For all the digital glitter and anachronistic hip-hoppery that signifies our latest re-entry into Luhrman-land, The Great Gatsby itself takes fundamental inspiration from a black and white classic from 1941. Featuring a flashback framing device, a lonely and heartsick tycoon staring out of the window of a grotesque castle, and even a breathless deathbed “Daisy” uttered as if it summed up an entire life (like “Rosebud”), Gatsby is no less than Baz Luhrman’s Citizen Kane. Even his star, Leonardo DiCaprio is starting to resemble a Wellesian hero, at least in the jowels if not the girth.
So, no pressure, then, Baz – you’re only merging the great American novel and the greatest movie of all time. Of course, he can’t possibly succeed on his own unimaginably ambitious terms, but he falls a bit short on the basic “tell a story” level too – even if he manages to make some sequences sing.
Set in 1922 (and written by F. Scott Fitzgerald in 1925, well before the Jazz Age came crashing down into the Great Depression), Gatsby is the story of one man’s reinvention out of the trauma of World War One and into the longest, biggest (and most illegal) party the world had ever seen.
[pullquote]Fast & Furious is vast and curious[/pullquote]DiCaprio’s Gatsby has built a business empire out of the drug stores and speakeasies of Manhattan and a Xanadu on the shores of Long Island, all the while gazing longingly across the water at the house where Daisy Buchanan (Carey Mulligan) lives. Daisy is the last piece of his puzzle, she will make him whole and she will help him gain acceptance into the high society that scorns his dubiously-earned new money. He may also genuinely be in love with her, of course.
Due to a combination of the Queen’s Birthday holiday, the annual life-swamp that is Rialto Channel 48HOURS, illness and a trip to Auckland for ONFILM magazine, there was no written review this week. As you might have noticed. This will have to do for the time being and normal service will be resumed on Monday.
The first thing you need to understand about A Good Day to Die Hard is that it isn’t really a Die Hard movie. In the same way that instant coffee and espresso coffee share a name but are in fact entirely different beverages, you’d be wise to go to a Good Day screening with modest expectations – expectations that would already have been lowered if you’d seen 2007’s dismal Die Hard 4.0 (aka Live Free and Die Hard).
Bruce Willis plays Detective John McClane for the fifth time since 1988 but this time there’s no smirk, no glint in his eye and none of the recognisable human frailties that made the original character so appealing. Instead, he’s just what everybody always said he was – an asshole. When his son is arrested by Moscow authorities for what looks like a mob hit, McClane heads to Eastern Europe to try and save a boy he hardly knows. As usual, McClane becomes “the fly in the ointment, the monkey in the wrench” and he immediately lands in the middle of a CIA operation to extract a rebel oligarch hiding information that could bring down the government, his untimely intervention destroying most of Moscow’s traffic in the process.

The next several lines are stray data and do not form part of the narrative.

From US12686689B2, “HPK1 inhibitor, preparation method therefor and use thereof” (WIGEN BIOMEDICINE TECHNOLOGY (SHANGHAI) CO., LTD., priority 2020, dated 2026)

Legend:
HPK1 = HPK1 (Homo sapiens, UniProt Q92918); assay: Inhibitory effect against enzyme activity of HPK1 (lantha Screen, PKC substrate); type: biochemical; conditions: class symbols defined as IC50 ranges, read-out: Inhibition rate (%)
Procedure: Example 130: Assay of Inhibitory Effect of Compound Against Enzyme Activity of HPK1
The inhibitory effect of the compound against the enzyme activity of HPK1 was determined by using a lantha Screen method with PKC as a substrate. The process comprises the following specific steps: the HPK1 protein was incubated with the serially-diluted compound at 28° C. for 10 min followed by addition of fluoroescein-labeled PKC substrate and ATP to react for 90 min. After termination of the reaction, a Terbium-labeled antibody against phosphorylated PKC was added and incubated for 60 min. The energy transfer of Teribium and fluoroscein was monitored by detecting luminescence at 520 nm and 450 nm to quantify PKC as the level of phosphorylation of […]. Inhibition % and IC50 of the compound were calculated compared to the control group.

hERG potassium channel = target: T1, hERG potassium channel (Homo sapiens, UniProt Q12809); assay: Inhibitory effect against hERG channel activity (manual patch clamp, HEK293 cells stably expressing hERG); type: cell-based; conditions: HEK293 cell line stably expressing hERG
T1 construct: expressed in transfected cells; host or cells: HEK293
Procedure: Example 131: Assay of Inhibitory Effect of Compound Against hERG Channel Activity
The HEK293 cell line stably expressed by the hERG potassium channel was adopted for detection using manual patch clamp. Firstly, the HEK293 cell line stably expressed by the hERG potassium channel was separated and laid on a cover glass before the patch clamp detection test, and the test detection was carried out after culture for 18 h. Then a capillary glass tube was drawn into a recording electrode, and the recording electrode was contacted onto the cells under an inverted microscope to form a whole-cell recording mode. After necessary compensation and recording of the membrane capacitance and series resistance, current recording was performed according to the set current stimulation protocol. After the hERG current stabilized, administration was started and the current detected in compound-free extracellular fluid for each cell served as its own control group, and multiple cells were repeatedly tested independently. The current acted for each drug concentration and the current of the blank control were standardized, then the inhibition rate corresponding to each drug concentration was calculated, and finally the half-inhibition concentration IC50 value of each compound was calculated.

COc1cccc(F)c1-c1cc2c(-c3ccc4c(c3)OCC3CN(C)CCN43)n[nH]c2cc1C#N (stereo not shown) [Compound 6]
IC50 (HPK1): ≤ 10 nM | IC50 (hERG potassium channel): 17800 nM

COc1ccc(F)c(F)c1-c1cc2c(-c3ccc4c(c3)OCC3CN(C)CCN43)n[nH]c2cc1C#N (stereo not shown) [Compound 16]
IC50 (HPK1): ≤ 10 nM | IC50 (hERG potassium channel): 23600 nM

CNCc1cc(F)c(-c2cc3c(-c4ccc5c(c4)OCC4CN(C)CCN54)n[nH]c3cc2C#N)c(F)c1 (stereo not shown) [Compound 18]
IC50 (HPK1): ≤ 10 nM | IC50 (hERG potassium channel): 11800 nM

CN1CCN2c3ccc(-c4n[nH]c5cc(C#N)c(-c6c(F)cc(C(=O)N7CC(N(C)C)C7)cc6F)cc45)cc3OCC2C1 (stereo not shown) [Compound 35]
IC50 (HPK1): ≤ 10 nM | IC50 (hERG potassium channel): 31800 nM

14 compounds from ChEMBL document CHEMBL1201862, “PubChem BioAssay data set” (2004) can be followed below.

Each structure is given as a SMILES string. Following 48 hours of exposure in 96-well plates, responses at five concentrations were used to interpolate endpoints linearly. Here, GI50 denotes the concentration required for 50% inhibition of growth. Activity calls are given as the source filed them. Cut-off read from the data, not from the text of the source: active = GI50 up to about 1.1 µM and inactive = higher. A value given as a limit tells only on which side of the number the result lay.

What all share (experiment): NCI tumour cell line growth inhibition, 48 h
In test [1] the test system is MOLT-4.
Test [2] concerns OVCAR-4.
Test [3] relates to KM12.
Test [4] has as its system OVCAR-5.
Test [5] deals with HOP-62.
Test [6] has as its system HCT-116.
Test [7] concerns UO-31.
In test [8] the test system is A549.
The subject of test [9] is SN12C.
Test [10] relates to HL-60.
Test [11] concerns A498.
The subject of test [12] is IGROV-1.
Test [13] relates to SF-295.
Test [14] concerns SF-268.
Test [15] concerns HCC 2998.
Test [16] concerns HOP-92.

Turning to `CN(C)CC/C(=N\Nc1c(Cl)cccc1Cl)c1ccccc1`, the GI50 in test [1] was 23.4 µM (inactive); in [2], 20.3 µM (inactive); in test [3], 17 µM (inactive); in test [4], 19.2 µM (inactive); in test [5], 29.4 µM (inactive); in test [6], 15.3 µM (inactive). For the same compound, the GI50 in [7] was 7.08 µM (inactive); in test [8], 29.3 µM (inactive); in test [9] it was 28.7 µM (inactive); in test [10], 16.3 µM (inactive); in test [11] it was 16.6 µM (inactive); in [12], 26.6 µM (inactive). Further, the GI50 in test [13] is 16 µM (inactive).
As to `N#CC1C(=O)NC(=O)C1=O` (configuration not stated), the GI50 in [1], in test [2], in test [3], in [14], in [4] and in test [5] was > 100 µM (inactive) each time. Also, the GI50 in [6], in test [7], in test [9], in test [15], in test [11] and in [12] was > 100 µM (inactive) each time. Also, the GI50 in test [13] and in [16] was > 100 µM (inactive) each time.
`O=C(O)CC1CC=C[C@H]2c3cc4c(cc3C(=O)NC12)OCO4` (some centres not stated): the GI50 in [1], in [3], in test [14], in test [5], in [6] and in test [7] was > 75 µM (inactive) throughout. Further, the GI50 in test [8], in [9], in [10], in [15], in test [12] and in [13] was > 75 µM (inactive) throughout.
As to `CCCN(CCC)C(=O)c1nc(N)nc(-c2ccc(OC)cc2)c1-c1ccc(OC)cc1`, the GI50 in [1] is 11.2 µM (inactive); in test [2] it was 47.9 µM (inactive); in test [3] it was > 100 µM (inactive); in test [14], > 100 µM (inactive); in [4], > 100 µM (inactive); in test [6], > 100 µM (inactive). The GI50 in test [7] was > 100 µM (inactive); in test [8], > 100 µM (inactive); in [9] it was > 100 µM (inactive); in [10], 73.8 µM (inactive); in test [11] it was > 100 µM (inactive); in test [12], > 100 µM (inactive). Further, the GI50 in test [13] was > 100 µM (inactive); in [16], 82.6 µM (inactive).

I’ve been grumpy all week for all sorts of reasons and the last thing I needed was a weekend of crappy films but that’s what I got. I mean, I’m spending longer writing this review than the writers of Fast & Furious or 17 Again spent on their scripts – put together, probably.
The improbably named Burr Steers is the director of 17 Again but that’s where the fun stops. Matthew Perry plays a 37-year-old former high school basketball star who chose the love of his pregnant girlfriend instead of a college scholarship and dug himself deep into a dowdy life of failure and regret. A mysterious bearded janitor, a bridge (a frankly insulting homage to It’s a Wonderful Life) and an unspecified magical event put him back in his buff 17-year-old body which he uses to re-engage with his children and get to know his wife again.
I’ve got some time for the television version of Matthew Perry (did you see “Studio 60”?), and despite his tragic cinema career choices he remains a comic actor who is unafraid of (or unable to suppress) the sadness behind his eyes. Unfortunately, he disappears after 15 minutes to be replaced by High School Musical ’s Zac Efron, a smug pretty-boy with some dance moves and no charisma and it is he who carries the film to its desolate conclusion.